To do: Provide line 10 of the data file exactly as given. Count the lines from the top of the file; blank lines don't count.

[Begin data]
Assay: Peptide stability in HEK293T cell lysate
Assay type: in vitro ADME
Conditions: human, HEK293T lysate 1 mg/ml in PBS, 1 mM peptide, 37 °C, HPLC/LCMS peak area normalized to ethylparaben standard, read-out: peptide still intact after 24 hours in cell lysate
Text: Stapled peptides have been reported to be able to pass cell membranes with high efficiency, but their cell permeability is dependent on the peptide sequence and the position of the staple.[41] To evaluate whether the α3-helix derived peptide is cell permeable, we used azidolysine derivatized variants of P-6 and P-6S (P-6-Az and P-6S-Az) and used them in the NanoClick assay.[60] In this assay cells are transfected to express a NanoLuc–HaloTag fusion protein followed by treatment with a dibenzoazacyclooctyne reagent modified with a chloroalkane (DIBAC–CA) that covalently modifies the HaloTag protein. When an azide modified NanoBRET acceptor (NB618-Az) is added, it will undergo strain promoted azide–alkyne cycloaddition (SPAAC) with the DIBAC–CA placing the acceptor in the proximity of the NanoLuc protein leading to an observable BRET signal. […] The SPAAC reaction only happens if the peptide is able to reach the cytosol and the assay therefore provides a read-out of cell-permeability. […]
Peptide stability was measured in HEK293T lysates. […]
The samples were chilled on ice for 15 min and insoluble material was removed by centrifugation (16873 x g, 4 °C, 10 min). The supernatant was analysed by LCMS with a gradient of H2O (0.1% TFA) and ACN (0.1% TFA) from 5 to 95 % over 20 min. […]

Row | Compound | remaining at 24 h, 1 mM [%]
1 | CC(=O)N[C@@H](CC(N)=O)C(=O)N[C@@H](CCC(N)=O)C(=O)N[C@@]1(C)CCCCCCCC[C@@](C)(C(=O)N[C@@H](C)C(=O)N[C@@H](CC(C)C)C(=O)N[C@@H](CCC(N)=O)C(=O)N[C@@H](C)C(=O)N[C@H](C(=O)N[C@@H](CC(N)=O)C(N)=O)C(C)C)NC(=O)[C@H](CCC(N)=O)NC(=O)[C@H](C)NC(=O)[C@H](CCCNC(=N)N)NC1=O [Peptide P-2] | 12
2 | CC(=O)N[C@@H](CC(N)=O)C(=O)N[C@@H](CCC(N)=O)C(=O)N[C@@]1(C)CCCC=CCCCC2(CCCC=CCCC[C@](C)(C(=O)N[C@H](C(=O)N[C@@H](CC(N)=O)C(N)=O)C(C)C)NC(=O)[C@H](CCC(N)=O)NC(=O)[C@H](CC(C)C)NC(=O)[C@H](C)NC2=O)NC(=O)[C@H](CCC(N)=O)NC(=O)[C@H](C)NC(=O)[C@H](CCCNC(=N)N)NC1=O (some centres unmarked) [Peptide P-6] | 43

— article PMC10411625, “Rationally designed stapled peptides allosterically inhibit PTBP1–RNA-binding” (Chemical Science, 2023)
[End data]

— article PMC10411625, “Rationally designed stapled peptides allosterically inhibit PTBP1–RNA-binding” (Chemical Science, 2023)